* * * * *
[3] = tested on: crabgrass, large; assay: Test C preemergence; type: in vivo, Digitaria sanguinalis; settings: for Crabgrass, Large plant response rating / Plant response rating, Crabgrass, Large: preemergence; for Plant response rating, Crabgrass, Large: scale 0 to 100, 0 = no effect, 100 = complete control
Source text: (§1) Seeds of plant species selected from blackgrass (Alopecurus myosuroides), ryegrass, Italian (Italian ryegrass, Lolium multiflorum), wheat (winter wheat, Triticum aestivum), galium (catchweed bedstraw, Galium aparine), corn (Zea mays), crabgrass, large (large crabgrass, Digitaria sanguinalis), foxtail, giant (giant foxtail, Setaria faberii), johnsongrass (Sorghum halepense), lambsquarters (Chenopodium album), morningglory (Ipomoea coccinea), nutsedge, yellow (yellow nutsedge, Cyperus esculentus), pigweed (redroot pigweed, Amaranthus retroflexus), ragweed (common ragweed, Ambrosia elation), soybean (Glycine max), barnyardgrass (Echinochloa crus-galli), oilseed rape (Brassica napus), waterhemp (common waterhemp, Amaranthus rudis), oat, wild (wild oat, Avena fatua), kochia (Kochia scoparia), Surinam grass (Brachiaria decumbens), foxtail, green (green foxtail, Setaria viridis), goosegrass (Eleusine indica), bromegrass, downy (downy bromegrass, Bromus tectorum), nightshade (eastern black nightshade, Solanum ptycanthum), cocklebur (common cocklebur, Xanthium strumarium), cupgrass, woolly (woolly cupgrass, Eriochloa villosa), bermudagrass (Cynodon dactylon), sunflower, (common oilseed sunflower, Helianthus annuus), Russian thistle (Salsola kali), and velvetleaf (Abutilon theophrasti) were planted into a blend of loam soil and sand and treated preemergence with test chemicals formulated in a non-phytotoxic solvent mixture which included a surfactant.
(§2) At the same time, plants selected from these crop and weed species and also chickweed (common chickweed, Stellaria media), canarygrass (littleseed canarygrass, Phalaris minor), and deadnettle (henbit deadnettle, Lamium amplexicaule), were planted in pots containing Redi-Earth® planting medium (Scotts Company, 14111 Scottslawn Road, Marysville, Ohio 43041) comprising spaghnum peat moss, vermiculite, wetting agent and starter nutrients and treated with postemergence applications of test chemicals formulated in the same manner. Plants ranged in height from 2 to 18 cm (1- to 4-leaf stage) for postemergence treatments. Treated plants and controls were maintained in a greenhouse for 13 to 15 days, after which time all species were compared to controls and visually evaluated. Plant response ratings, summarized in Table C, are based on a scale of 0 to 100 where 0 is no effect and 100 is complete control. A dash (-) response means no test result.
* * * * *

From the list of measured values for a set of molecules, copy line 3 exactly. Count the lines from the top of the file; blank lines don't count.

(§2) At the same time, plants selected from these crop and weed species and also chickweed (common chickweed, Stellaria media), canarygrass (littleseed canarygrass, Phalaris minor), and deadnettle (henbit deadnettle, Lamium amplexicaule), were planted in pots containing Redi-Earth® planting medium (Scotts Company, 14111 Scottslawn Road, Marysville, Ohio 43041) comprising spaghnum peat moss, vermiculite, wetting agent and starter nutrients and treated with postemergence applications of test chemicals formulated in the same manner. Plants ranged in height from 2 to 18 cm (1- to 4-leaf stage) for postemergence treatments. Treated plants and controls were maintained in a greenhouse for 13 to 15 days, after which time all species were compared to controls and visually evaluated. Plant response ratings, summarized in Table C, are based on a scale of 0 to 100 where 0 is no effect and 100 is complete control. A dash (-) response means no test result.